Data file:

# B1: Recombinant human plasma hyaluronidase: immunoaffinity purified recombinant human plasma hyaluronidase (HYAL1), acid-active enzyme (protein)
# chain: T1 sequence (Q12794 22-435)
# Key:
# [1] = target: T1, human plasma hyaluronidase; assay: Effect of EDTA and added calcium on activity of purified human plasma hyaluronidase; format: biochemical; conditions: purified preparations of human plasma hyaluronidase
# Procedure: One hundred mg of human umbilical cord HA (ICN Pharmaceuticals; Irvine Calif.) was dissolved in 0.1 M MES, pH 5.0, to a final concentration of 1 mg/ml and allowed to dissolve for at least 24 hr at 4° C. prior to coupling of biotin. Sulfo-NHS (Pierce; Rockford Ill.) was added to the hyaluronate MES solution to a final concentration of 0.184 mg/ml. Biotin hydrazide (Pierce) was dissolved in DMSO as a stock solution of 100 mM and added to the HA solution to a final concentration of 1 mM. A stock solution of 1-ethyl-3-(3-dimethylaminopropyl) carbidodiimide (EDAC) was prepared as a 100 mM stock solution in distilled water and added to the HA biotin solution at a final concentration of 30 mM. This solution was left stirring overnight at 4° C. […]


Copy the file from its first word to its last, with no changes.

# B1: Recombinant human plasma hyaluronidase: immunoaffinity purified recombinant human plasma hyaluronidase (HYAL1), acid-active enzyme (protein)
# chain: T1 sequence (Q12794 22-435)
# Key:
# [1] = target: T1, human plasma hyaluronidase; assay: Effect of EDTA and added calcium on activity of purified human plasma hyaluronidase; format: biochemical; conditions: purified preparations of human plasma hyaluronidase
# Procedure: One hundred mg of human umbilical cord HA (ICN Pharmaceuticals; Irvine Calif.) was dissolved in 0.1 M MES, pH 5.0, to a final concentration of 1 mg/ml and allowed to dissolve for at least 24 hr at 4° C. prior to coupling of biotin. Sulfo-NHS (Pierce; Rockford Ill.) was added to the hyaluronate MES solution to a final concentration of 0.184 mg/ml. Biotin hydrazide (Pierce) was dissolved in DMSO as a stock solution of 100 mM and added to the HA solution to a final concentration of 1 mM. A stock solution of 1-ethyl-3-(3-dimethylaminopropyl) carbidodiimide (EDAC) was prepared as a 100 mM stock solution in distilled water and added to the HA biotin solution at a final concentration of 30 mM. This solution was left stirring overnight at 4° C. […]